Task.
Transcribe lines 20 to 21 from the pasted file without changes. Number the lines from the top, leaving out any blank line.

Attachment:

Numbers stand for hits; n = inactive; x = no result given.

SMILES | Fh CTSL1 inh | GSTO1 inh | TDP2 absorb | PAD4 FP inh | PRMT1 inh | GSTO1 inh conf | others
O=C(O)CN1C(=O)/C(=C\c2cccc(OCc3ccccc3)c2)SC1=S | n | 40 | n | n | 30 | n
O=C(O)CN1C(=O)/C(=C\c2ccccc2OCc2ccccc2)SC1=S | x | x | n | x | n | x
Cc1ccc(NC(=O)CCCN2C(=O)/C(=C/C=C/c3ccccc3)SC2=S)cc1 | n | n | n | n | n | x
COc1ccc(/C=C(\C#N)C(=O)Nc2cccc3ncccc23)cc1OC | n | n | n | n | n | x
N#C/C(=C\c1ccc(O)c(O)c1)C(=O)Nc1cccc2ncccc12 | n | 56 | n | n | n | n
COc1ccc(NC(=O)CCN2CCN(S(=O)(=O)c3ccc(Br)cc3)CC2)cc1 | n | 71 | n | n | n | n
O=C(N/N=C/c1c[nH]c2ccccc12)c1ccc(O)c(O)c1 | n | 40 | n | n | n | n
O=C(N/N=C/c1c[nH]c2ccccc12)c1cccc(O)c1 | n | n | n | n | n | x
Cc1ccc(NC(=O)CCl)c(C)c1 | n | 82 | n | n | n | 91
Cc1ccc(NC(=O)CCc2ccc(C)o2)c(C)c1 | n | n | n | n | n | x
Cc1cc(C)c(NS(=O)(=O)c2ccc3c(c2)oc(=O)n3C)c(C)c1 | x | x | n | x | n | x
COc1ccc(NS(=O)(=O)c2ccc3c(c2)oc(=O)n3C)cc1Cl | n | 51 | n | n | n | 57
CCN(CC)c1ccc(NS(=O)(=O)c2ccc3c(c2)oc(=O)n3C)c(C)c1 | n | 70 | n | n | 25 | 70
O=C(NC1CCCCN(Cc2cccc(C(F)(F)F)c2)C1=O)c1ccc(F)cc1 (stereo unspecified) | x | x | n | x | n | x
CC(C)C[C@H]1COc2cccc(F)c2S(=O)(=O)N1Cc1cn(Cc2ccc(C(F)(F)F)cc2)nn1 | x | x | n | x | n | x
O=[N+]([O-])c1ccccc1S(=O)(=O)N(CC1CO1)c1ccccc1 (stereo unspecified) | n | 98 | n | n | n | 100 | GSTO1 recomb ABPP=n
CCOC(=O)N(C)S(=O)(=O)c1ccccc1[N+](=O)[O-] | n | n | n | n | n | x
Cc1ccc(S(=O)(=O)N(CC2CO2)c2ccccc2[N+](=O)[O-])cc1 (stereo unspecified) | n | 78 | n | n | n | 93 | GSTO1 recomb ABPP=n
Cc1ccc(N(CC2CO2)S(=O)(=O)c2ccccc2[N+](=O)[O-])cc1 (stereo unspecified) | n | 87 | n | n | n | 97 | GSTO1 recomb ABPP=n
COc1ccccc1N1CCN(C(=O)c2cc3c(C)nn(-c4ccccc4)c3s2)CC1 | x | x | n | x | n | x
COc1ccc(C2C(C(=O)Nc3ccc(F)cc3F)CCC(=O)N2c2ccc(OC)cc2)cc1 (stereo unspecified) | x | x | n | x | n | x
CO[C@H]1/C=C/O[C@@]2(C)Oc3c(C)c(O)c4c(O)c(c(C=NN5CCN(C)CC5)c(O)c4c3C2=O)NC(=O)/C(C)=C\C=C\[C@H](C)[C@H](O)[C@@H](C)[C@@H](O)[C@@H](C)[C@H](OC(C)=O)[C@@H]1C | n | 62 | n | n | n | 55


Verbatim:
Cc1ccc(S(=O)(=O)N(CC2CO2)c2ccccc2[N+](=O)[O-])cc1 (stereo unspecified) | n | 78 | n | n | n | 93 | GSTO1 recomb ABPP=n
Cc1ccc(N(CC2CO2)S(=O)(=O)c2ccccc2[N+](=O)[O-])cc1 (stereo unspecified) | n | 87 | n | n | n | 97 | GSTO1 recomb ABPP=n